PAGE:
There’s a terrible B-movie from 2010 called Megapiranha, about giant, genetically modified piranhas that wreak havoc upon Floridian tourists. One of them leaps out of the water and bites a helicopter. It’s all rather silly, but if you look on Wikipedia’s entry for the film, you’ll see these words at the top: “For the prehistoric creature, see Megapiranha.”
Yes, Megapiranha existed. At around 71 centimetres long, it wasn’t big enough to attack a chopper, but it was still three times the size of its modern meat-eating cousins.
Now Justin Grubich from American University in Cairo has found that Megapiranha and its modern relatives have some of the strongest bites of any fish, relative to their size. Pound for pound, they chomp down with more force than bigger icons like the Megalodon, the whale-killing monster shark.
The piranha family are known as serrasalmids, a word that, delightfully, means “serrated salmon”. Only some of them are flesh-eaters like the famous red-bellied species. Many are vegetarians—they’re known as pacu. And one species, called the wimple piranha, feeds only on fish scales.
You can tell their dietary habits by the shape of their mouths and teeth. The meat-eaters have a thuggish underbite and single row of triangular blades, each one serrated like a steak knife. But a pacu’s teeth are squarer, straighter, and eerily human—all the better for crushing nuts and seeds.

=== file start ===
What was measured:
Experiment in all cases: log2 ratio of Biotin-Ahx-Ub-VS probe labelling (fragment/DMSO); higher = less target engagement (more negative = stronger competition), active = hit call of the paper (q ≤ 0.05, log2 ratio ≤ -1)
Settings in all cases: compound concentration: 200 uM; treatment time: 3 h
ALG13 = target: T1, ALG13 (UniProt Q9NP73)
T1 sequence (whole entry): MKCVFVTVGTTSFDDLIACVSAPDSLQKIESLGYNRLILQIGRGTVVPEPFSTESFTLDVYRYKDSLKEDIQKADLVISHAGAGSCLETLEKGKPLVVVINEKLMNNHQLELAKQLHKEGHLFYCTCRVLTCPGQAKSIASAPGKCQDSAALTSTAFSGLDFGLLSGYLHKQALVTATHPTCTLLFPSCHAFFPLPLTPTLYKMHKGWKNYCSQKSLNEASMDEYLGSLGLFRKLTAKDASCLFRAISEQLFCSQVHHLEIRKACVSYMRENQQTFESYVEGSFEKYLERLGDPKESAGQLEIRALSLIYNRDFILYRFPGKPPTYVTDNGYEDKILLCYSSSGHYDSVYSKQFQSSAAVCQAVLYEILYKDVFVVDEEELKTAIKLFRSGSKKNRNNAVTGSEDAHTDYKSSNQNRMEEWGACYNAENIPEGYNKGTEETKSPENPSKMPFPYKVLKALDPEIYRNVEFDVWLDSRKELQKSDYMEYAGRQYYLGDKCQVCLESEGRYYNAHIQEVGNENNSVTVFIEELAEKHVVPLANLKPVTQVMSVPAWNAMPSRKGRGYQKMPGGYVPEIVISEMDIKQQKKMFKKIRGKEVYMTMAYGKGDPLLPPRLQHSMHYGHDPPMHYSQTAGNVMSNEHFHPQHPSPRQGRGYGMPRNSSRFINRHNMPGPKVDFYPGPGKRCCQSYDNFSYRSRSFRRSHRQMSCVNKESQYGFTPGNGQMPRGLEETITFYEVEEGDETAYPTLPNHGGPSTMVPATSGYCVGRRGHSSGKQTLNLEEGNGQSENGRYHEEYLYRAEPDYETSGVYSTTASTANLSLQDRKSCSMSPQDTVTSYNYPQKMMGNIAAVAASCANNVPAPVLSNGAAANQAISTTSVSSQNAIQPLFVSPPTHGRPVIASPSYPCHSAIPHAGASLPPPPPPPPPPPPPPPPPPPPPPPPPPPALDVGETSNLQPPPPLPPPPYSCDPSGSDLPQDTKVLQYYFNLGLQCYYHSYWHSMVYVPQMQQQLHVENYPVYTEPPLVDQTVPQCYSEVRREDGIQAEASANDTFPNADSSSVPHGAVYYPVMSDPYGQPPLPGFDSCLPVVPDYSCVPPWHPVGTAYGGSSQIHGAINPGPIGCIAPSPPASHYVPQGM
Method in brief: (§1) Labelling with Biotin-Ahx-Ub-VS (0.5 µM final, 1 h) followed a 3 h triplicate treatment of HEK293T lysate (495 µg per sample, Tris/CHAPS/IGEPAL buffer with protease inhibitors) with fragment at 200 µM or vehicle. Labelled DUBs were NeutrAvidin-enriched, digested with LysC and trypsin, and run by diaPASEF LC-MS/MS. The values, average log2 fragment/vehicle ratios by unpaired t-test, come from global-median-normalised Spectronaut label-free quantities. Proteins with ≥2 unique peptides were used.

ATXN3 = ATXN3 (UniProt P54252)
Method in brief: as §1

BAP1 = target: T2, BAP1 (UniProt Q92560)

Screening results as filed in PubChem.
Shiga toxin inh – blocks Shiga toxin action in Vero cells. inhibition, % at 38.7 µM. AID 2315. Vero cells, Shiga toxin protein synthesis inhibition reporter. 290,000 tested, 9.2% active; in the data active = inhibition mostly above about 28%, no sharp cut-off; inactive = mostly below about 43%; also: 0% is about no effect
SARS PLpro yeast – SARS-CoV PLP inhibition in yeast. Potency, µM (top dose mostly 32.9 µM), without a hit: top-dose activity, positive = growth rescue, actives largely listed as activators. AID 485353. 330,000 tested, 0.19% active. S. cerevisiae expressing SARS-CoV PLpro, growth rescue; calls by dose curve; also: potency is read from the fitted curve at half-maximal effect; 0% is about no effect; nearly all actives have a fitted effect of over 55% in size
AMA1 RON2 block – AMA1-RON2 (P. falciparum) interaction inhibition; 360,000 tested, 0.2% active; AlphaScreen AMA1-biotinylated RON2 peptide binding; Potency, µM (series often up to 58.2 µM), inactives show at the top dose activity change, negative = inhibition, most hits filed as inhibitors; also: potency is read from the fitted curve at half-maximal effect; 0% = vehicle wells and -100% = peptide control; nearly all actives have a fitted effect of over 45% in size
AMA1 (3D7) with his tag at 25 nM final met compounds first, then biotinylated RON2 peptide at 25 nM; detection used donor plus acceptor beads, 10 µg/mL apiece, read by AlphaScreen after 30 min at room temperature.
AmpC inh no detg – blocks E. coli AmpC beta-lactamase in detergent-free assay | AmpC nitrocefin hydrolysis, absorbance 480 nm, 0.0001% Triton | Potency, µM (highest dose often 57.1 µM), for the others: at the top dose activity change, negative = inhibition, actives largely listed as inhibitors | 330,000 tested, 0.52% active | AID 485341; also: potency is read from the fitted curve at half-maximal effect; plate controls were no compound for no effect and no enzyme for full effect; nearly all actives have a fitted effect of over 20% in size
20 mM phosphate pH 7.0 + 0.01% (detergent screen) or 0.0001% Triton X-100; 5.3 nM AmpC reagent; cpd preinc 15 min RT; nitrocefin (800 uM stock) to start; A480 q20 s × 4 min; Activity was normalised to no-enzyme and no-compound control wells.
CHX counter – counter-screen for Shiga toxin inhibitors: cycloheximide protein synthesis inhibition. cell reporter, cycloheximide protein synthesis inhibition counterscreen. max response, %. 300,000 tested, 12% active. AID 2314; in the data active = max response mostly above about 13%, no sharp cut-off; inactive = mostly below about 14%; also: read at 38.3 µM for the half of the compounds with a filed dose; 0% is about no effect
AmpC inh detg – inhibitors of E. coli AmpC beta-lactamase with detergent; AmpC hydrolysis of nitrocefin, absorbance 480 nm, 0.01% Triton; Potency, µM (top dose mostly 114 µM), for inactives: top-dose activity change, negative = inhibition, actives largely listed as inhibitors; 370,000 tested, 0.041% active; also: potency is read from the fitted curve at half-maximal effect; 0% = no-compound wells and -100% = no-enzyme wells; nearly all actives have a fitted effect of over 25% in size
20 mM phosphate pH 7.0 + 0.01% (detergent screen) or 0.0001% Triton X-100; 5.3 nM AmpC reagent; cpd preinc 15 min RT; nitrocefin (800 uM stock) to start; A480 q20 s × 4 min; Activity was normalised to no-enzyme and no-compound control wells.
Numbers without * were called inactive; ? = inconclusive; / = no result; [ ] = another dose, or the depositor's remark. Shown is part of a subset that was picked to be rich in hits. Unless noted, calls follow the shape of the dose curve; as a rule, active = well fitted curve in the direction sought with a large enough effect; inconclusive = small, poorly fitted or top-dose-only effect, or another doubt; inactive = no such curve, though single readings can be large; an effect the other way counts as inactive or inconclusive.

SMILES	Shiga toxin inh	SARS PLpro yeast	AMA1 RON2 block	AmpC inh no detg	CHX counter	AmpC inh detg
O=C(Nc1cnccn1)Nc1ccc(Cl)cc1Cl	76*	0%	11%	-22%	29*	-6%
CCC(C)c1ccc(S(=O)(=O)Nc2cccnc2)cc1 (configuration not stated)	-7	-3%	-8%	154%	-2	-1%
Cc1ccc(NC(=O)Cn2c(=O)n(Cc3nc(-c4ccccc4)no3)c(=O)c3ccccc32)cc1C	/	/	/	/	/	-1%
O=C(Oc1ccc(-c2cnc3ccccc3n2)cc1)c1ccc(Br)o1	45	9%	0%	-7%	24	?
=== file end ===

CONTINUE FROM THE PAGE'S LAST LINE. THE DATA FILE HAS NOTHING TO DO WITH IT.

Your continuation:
Megapiranha sat somewhere between the two. It lived between five and ten million years ago in Argentina, and a team of palaeontologists led by Alberto Luis Cione announced it to the world in 2009. So far, they have only recovered part of the animal’s upper jaw, but that is enough to diagnose it as a big piranha. The teeth look like the serrated triangular gnashers of modern meat-eaters, but they also had thick broad bases. These were multi-purpose tools that could crush hard food as well as slice soft flesh.
Grubich estimated how strongly Megapiranha could bite by first studying its largest modern relative, the black piranha. Together with Steve Huskey from Western Kentucky University, he caught 15 individuals and let them chomp down on a force gauge.* The piranhas bit with forces that ranged from 67 to 320 Newtons (15 to 72 pounds)—substantial for such a relatively small mouth.
Relative to body size, this is the strongest bite ever recorded for a fish, and three times stronger than for an alligator of the same size. As Grubich says, the piranha “can bite with a force more than 30 times its weight, a remarkable feat yet unmatched among vertebrates”.
Its secret is a huge group of jaw-closing muscles. These take up virtually the entire space behind the fish’s eye and mouth (labelled AM and A1 in the diagram), and make up 2 percent of its weight! They also attach to a point far up the lower jaw, allowing the fish to transmit as much of the muscle’s force as possible into the tip of its jaws. Combine this with aggressive biting tactics, and “it should come as no surprise that black piranha, whether large or small, can rapidly and efficiently excise large chunks out of their prey,” says Grubich.